Instead of a Utils class, you could create a FeedReaderBaseTopComponent, with a number of Actions. I.e., this FeedReaderBaseTopComponent would extend TopComponent and provide a set of Actions (and other generic features) that other TopComponents within the FeedReader application could reuse.

  4. Now open the "FeedReader" module. In the layer.xml file, register a new Action, pointing to the above "closeAction":
    <folder name="Actions">
    <folder name="Window">
    <file name="org-netbeans-feedreader-FeedAction2.instance">
    <attr name="instanceCreate" methodvalue="org.feedreader.api.Utils.closeAction"/>
    <attr name="component" methodvalue="org.netbeans.feedreader.FeedTopComponent.getDefault"/>
    <attr name="displayName" bundlevalue="org.netbeans.feedreader.Bundle#CTL_CloseFeedAction"/>
    <attr name="iconBase" stringvalue="org/netbeans/feedreader/rss16.gif"/>

What's the benefit of all this? Well, you can, optionally, define Actions generically (e.g., "openAction" and "closeAction"), after which any module can pass any values they want to those generic Actions, from any module in the application. This approach lets you centrally manage the Actions of an application, providing consistency to the application and simplicity to its contributors.

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Comments ( 6 )
  • Nick Dunn Tuesday, June 29, 2010

    Thanks for this, I had pieced together that this was how the xml mechanism worked, but it's nice to read it explicitly.

    Slightly orthogonal to this article, but would you consider an article showing in detail how to create context sensitive actions that use a specific lookup (not the Utilities.actionsGlobalContext()) but are still statically registered in xml? e.g. I want an action that's disabled/enabled based on the lookup of one specific TopComponent, not the currently active window.

  • Geertjan Wielenga Tuesday, June 29, 2010

    Hi Nick, thanks for the support. About your further question, which part of it is not already discussed here?:


  • Jesse Glick Tuesday, June 29, 2010

    Your example is too complicated. There is no reason to ever call Actions.alwaysEnabled from Java code; it exists solely as a placeholder for Javadoc (since the variant which is actually used, taking Map, is not public). Just make Utils.closeAction return an Action impl with the right options. There is no need for a component field, nor for a constructor taking one. In short, all you really need is:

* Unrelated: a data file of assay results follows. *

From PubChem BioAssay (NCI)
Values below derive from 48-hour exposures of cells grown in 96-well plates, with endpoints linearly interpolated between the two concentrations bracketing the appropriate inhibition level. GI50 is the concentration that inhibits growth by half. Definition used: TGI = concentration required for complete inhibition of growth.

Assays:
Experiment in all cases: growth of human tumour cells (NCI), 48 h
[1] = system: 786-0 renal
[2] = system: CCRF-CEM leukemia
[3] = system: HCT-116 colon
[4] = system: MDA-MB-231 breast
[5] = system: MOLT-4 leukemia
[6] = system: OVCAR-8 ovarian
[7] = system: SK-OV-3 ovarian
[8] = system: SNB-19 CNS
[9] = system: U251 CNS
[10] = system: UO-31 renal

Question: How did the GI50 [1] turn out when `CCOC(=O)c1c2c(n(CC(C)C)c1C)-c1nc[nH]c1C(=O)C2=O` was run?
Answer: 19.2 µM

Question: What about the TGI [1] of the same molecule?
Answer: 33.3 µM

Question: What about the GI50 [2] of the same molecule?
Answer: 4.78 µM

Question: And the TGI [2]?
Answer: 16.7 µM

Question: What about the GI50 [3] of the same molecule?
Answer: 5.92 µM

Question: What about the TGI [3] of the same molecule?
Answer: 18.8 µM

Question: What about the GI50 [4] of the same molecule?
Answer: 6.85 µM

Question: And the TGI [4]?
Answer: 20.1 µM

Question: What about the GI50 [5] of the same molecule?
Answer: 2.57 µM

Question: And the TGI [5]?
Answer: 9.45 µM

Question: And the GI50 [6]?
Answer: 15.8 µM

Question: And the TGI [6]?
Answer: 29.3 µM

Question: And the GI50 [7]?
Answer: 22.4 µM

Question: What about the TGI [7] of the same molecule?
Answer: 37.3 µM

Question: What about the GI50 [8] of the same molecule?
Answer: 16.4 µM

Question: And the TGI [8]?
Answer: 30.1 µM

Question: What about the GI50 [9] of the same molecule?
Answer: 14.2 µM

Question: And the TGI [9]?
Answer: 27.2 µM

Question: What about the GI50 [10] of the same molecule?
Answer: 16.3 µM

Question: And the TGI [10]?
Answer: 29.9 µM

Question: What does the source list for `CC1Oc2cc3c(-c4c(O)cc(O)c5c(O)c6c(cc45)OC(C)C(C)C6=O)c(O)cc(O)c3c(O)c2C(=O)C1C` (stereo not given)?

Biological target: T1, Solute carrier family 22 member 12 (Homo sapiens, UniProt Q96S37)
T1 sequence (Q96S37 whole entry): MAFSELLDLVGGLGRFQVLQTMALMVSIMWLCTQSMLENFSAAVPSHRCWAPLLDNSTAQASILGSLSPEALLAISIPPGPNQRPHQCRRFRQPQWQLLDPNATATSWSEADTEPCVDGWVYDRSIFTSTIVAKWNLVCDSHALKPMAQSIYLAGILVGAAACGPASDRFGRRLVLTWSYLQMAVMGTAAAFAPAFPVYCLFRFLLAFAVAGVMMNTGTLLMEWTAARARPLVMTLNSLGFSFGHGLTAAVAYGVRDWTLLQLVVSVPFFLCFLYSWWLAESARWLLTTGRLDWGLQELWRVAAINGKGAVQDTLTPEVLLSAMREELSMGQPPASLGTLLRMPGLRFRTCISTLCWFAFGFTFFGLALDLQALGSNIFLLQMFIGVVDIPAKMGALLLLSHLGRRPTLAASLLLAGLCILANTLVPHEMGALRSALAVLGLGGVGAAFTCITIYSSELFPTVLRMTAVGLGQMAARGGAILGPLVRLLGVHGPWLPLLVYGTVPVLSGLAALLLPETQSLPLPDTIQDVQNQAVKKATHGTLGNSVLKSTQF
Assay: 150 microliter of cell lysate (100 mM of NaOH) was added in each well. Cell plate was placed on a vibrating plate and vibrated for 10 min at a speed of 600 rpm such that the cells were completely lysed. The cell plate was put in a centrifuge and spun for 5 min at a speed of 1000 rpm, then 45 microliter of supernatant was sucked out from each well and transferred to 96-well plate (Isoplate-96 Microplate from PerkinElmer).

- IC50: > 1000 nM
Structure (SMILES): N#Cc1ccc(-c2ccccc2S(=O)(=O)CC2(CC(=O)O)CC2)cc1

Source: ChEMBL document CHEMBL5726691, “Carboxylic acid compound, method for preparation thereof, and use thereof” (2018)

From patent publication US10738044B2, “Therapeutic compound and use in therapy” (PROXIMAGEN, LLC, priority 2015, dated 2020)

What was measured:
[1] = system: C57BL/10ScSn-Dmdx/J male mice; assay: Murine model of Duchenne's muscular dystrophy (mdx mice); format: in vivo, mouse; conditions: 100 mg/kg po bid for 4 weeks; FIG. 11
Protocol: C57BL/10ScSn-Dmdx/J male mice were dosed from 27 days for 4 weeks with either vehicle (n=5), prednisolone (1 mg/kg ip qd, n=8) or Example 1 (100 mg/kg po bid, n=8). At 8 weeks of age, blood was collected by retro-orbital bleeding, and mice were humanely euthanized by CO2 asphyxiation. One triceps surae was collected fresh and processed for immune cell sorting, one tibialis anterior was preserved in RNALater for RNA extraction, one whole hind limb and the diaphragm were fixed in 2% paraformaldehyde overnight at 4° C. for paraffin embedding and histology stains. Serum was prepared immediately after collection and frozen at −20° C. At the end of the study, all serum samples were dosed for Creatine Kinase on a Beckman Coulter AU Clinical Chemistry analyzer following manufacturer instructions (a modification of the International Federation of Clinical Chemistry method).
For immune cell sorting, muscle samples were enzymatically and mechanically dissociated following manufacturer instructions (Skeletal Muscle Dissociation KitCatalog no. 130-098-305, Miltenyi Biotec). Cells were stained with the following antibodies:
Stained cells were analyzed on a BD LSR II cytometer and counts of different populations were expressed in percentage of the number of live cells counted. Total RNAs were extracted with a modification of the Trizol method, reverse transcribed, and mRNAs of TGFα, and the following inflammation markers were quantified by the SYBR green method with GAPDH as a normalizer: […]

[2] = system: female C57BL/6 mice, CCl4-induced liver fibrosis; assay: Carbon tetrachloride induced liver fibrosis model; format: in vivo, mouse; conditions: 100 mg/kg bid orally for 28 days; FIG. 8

public static Action closeAction(final Map<String,?> params) {

    return new AbstractAction() {


    putValue(NAME, params.get("displayName"));

    // optional (handled by Actions.connect):

    putValue("iconBase", params.get("iconBase"));

    putValue("noIconInMenu", params.get("noIconInMenu"));


    public @Override void actionPerformed(ActionEvent e) {

    ((TopComponent) map.get("component")).close();




  • Eduardo Costa Tuesday, June 29, 2010

    Is this related to actions only or can be used by any \*.instance file? If so, it is an even more powerful tool!

  • Andrew Perry Tuesday, June 29, 2010

    Thanks for these helpful postings.

    I would like to echo Nick Dunn's question. I have probably misunderstood but in the dzone article and other examples the context seems to come by default from the Utilities.actionsGlobalContext(). It is not clear what the best practice method is for using a different Lookup to provide the context.

  • Geertjan Wielenga Wednesday, June 30, 2010

    Thanks Jesse for the corrections. Others, hope to get to your questions, but would recommend you ask them on the dev mailing list instead.